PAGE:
The Edition


Top court justices sentenced to 1 year, 7 months

Fathmath Shaahunaz
10 May 2018, MVT 19:32
Judge Ali Hameed (L) and Chief Justice Abdulla Saeed of the Supreme Court. PHOTO/ MIHAARU
Fathmath Shaahunaz
10 May 2018, MVT 19:32

The Criminal Court on Thursday found Chief Justice Abdulla Saeed and Judge Ali Hameed of the Supreme Court guilty of undue influence on the judiciary, and sentenced them to one year, seven months and six days in jail.

The state had levied charges of influencing official duties against Saeed and Hameed, accusing the duo of influencing judges of lower courts to manipulate verdicts since beginning of 2016 until February 1 this year, when the apex court had issued its landmark order to free political prisoners.

The most lenient sentence for their conviction, according to the Penal Code, is nine months and 18 days. However, Judge Hussain Shaheed of the Criminal Court presiding over the case had hiked the sentence fourfold, explaining that since Saeed and Hameed were justices of the Supreme Court, their actions had compromised public interests, and the trust placed in a state institution. He noted that under the circumstances, the Penal Code permits stricter sentences.

'Proof of undue influence'

Prior to the verdict reading, Judge Shaheed had read aloud the points of the case, stating that various evidences and testimonies submitted during the trial prove the justices' guilt. Some of these evidences claim that:

- Judge Ali Hameed had summoned a judge and the chief judge of a lower court to the Supreme Court regarding a case the first judge had been overseeing, and had had the verdict changed prior to its announcement.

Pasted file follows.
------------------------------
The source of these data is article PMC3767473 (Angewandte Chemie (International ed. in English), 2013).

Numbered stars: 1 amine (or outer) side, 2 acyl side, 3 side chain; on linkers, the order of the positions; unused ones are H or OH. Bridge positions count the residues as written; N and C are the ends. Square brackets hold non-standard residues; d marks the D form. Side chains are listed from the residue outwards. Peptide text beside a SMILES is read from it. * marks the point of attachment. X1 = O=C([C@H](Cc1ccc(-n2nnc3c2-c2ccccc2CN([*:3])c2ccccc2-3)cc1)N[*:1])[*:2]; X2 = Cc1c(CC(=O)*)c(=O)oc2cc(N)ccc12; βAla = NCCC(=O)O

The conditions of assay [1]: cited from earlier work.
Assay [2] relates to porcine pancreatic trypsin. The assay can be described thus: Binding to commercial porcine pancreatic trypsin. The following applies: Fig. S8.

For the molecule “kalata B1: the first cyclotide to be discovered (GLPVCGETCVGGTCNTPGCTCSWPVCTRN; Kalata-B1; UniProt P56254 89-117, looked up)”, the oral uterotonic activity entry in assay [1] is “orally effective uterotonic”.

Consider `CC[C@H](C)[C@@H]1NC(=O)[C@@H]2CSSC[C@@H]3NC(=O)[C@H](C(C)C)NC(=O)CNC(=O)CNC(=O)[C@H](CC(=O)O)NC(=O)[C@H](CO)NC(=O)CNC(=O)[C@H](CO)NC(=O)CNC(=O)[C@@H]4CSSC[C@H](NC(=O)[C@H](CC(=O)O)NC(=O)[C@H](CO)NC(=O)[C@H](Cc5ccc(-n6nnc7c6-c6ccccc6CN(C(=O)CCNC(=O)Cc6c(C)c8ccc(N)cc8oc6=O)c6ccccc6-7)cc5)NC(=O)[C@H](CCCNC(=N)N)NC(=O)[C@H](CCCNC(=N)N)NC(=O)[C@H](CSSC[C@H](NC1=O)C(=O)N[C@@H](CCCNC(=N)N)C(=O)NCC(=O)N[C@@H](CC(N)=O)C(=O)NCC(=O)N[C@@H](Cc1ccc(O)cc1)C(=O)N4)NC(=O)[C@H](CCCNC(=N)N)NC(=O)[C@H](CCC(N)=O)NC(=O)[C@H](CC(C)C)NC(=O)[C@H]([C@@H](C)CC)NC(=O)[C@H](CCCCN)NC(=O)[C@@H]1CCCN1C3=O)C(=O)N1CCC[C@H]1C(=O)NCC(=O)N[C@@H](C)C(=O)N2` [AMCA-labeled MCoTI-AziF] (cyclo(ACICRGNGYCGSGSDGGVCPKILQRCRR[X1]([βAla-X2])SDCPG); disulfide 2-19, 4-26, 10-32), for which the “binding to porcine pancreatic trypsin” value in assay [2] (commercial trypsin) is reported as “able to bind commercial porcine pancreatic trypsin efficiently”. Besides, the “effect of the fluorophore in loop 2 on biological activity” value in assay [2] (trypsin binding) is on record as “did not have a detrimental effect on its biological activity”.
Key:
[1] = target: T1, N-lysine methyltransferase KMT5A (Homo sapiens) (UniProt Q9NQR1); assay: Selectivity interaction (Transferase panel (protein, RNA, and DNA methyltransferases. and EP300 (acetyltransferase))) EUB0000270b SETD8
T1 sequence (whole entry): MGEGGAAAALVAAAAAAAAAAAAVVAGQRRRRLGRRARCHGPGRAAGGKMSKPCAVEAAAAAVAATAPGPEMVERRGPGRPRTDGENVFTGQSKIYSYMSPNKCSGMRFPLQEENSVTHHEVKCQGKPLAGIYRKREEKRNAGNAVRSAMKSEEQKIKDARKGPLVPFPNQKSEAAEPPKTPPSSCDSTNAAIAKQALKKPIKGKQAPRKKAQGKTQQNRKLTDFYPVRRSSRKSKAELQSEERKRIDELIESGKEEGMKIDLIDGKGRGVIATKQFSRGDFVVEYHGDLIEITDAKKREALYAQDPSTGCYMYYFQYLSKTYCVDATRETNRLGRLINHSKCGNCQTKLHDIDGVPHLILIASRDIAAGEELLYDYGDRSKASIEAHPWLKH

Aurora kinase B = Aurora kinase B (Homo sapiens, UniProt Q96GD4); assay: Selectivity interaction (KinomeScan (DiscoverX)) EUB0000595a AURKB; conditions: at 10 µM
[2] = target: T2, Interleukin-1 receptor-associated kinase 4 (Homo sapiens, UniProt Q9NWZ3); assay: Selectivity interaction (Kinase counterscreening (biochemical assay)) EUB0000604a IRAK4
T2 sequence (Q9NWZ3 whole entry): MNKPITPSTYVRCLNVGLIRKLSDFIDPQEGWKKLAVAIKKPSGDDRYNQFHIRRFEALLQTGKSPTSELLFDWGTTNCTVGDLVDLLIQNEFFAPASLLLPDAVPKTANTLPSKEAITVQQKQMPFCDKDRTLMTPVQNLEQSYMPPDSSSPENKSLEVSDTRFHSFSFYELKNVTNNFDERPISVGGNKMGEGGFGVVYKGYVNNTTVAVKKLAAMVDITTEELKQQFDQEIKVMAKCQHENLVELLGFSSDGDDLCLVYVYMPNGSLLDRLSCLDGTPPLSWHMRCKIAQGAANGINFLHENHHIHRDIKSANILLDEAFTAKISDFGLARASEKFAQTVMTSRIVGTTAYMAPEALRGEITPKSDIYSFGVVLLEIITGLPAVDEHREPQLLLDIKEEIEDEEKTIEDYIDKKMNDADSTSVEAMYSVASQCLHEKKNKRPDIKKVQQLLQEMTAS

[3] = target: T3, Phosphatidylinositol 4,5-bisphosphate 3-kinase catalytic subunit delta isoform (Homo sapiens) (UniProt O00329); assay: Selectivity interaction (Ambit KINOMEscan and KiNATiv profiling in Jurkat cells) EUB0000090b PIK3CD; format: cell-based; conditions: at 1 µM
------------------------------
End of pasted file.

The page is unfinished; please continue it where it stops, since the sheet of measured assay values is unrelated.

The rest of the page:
- After the Supreme Court's verdict of February 1, Chief Justice Abdulla Saeed had called a judge of the lower court and warned him to "think about" orders issued for politicians and top officials of the judicial system. Saeed had also told the judge that he must cooperate with enforcing the Supreme Court's landmark ruling.

- CJ Saeed had influenced the Criminal Court's order to arrest Chief Judicial Administrator Hassan Saeed, which was issued in the wake of the February 1 verdict.

- Judge Hameed had influenced cases involving the ruling Progressive Party of Maldives (PPM), amongst others.

A secret witness had testified during the trial that Saeed and Hameed had influenced him regarding orders to arrest some political figures. The witness stated that he had later annulled that order.

The witness had gone on to claim that CJ Saeed and Hameed had contacted him after the annulment. However the witness stated that he had had the order annulled because, upon further study, he found no reason to uphold those arrest orders.

With regards to his testimony, Judge Shaheed declared that it showed that Saeed and Hameed had influenced the witness in question, and that the orders were later annulled due to that influence.

Emphasising that a state position demands loyalty and allegiance, Judge Shaheed proclaimed that Chief Justice Abdulla Saeed and Judge Ali Hameed had acted in violation of their sworn oaths and the Constitution.

Following the verdict reading, Saeed and Hameed shook hands with their lawyers, with the former saying, "Upholding the Constitution is a tough task." Both remained smiling as they were escorted from the courtroom by officers of Maldives Correctional Services.

While the hearing to read the verdict was open to the public, Saeed and Hameed's trial process had been held behind closed doors.

In addition to the duo's sentences of a year, seven months and six days, CJ Saeed was also recently found guilty of ordering to shut down the Supreme Court's Government E-letter Management System (GEMS) in the wake of the February 1 ruling. He has thus been convicted of obstructing state functioning, and sentenced to four months and 24 days in jail.

Moreover, Saeed and Hameed have also been charged with terrorism, bribery, and obstruction of justice. The Criminal Court has yet to announce the verdicts of these cases.

The two justices will receive a period of 10 days to appeal their verdict. However should the High Court uphold the lower court's ruling and find them guilty, Saeed and Hameed will automatically lose their positions as judges, as per the recently passed amendment to the Judicature Act.